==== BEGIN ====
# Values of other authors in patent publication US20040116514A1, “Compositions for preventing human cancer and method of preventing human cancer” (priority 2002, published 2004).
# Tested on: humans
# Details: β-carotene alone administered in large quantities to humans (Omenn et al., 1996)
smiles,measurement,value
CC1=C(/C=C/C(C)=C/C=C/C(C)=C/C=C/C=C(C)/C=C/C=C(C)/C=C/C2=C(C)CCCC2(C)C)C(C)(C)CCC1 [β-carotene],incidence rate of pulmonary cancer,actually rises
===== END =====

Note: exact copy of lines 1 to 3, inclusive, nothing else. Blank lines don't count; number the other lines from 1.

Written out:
# Values of other authors in patent publication US20040116514A1, “Compositions for preventing human cancer and method of preventing human cancer” (priority 2002, published 2004).
# Tested on: humans
# Details: β-carotene alone administered in large quantities to humans (Omenn et al., 1996)